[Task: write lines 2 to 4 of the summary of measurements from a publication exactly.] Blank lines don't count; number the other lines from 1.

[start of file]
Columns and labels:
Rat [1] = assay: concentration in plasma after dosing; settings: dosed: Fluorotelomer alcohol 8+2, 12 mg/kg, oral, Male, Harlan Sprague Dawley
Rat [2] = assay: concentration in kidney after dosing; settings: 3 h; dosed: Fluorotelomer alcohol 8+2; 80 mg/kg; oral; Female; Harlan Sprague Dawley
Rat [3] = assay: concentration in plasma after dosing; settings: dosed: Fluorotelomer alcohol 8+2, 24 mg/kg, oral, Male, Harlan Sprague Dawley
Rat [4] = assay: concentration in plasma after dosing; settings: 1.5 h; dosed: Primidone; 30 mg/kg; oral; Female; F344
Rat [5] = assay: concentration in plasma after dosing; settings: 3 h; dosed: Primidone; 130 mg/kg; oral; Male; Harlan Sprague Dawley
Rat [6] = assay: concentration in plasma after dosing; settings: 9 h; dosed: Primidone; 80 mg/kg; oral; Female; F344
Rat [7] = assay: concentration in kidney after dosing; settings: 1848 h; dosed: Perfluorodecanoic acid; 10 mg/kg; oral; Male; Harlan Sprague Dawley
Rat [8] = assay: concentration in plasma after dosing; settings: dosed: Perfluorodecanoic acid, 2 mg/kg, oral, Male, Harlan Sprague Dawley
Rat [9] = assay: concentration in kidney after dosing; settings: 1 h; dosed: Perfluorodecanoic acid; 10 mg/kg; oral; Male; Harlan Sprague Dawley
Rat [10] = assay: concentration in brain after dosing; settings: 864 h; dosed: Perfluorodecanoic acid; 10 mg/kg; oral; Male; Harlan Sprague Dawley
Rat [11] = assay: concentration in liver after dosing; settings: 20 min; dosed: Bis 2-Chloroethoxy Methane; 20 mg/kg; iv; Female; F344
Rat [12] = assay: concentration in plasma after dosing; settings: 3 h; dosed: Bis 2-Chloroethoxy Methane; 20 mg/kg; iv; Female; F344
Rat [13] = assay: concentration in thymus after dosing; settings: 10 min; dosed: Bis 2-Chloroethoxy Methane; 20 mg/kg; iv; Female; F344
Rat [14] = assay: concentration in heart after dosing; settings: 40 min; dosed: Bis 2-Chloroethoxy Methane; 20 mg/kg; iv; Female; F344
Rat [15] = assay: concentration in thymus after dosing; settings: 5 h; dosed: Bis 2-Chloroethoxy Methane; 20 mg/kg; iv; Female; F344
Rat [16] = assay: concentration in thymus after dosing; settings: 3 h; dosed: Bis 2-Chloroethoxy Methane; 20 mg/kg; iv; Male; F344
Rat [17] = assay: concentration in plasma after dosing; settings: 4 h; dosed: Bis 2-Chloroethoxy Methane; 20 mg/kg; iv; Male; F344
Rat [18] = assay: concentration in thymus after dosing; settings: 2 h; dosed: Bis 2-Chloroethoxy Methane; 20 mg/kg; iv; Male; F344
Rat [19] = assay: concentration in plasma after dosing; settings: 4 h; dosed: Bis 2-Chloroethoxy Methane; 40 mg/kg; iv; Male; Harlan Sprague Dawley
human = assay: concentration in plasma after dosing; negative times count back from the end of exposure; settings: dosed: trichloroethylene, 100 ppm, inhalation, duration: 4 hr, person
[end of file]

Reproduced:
Rat [1] = assay: concentration in plasma after dosing; settings: dosed: Fluorotelomer alcohol 8+2, 12 mg/kg, oral, Male, Harlan Sprague Dawley
Rat [2] = assay: concentration in kidney after dosing; settings: 3 h; dosed: Fluorotelomer alcohol 8+2; 80 mg/kg; oral; Female; Harlan Sprague Dawley
Rat [3] = assay: concentration in plasma after dosing; settings: dosed: Fluorotelomer alcohol 8+2, 24 mg/kg, oral, Male, Harlan Sprague Dawley